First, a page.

HBSE- Chapter 4- Key Terms
Terms in this set (32)
The process of altering a schema when a new situation cannot be incorporated within an existing schema.
A change in functioning or coping style that results in a better adjustment of a person to his or her environment.
In cognitive theory, the incorporation of new experiences into an existing schema.
Conscious thinking processes; mental activities of which the individual is fully aware. These processes include taking in information from the environment, synthesizing that information, and formulating plans of action based on synthesis.
A person's efforts to master the demands of stress, including the thoughts, feelings, and actions that constitute those efforts.
A major upset in psychological equilibrium as a result of some hazardous event, experienced as a threat or loss, with which the person cannot cope.
Unconscious, automatic responses that enable a person to minimize perceived threats or keep them out of awareness entirely.
A mental structure of personality that is responsible for negotiating between internal needs of the individual and the outside world.
A theory of human behavior and clinical practice that views activities of the ego as the primary determinants of behavior.
A feeling state characterized by one's appraisal of a stimulus, changes in bodily sensations, and expressive gestures.
A person's ability to process information about emotions accurately and effectively, and consequently to regulate emotions in an optimal manner.
Coping efforts in which a person attempts to change either the way a stressful situation is attended to (by vigilance or avoidance) or the meaning of what is happening. Most effective when situations are not readily controllable by action.
The eight distinct bio-psychosocial potentials, as identified by Howard Gardner, with which people process information that can be activated in cultural settings to solve problems or create products that are of value in the culture.
The capacity of the nervous system to be modified by experience.
Object relations theory
A psychodynamic theory that considers that our ability to form lasting attachments is based on early experiences of separation form and connection with our primary caregivers.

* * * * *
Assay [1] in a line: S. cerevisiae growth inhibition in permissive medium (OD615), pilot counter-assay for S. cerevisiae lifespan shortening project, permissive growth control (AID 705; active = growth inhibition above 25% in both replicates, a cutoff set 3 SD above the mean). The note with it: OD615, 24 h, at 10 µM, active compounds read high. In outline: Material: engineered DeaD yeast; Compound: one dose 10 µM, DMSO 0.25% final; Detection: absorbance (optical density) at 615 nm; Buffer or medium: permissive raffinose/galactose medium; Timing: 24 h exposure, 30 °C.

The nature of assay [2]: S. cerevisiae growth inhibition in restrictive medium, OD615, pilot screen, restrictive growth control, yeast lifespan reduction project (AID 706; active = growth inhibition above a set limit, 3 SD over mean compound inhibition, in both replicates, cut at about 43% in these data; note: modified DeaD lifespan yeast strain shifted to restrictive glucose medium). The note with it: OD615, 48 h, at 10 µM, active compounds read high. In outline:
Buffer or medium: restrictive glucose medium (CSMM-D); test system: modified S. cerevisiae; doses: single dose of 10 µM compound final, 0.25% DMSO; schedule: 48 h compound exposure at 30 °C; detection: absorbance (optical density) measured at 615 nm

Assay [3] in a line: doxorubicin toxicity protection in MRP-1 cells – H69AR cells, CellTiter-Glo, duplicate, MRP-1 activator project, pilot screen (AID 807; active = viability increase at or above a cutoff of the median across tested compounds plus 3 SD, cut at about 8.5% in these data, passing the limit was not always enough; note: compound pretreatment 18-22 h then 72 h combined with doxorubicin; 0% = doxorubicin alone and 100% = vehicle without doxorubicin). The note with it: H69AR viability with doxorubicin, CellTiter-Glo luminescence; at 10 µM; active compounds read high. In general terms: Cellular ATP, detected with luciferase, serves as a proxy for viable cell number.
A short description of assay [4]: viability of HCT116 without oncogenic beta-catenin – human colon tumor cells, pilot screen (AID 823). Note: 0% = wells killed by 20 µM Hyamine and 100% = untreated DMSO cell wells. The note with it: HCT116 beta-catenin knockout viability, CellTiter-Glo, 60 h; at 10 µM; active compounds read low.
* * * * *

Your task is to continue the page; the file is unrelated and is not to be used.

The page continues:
Early development; most often refers to a rare level of intelligence at an early age, but may refer to "premature" ability to development in a number of areas.
Emotions that developed as specific reactions and signals with survival value for the human species. They serve to mobilize and individual, focus attention, and signal one's state of mind to others; examples include anger, fear, sadness, joy, and anticipation.
Problem- focused coping
Coping efforts in which the person attempts to change a stress situation by acting on the environment. Most effective when situations are controllable by action.
A theory of human behavior and clinical intervention that assumes the primacy of internal drives and unconscious mental activity in determining human behavior.
The study of the mind and mental processes.
Coping that takes into account actions that maximize the survival of others as well as oneself.
A theory that proposes that the basic human tendency is relationships with others, and that our personalities are formed through ongoing interactions with others.
An internalized representations of the world, including systematic patterns of thought, action, and problem solving.
Emotions that are socially acquired. They evolved as humans developed more sophisticated means of learning, controlling, and managing emotions to promote flexible cohesion in social groups. Examples include envy, jealousy, anxiety, guilt, shame, relief, hope, depression, pride, love, gratitude, and compassion.
An essence of who we are that is more or less enduring.
The people with whom a person routinely interacts; the patterns of interaction that result from exchanging resources with others.
The interpersonal interactions and relationships that provide people with assistance or feelings of attachment to others they perceive as caring.
A personality characteristic that changes over time, depending on the social or stress context.
Any biological, psychological, or social event in which environmental demands or internal demands, or both, tax or exceed the adaptive resources of the individual.
A stable personality characteristic.
Stress associated with events that involve actual or threatened severe injury or death of oneself or significant others.
Mental activities of which one is not aware but that influence behavior.
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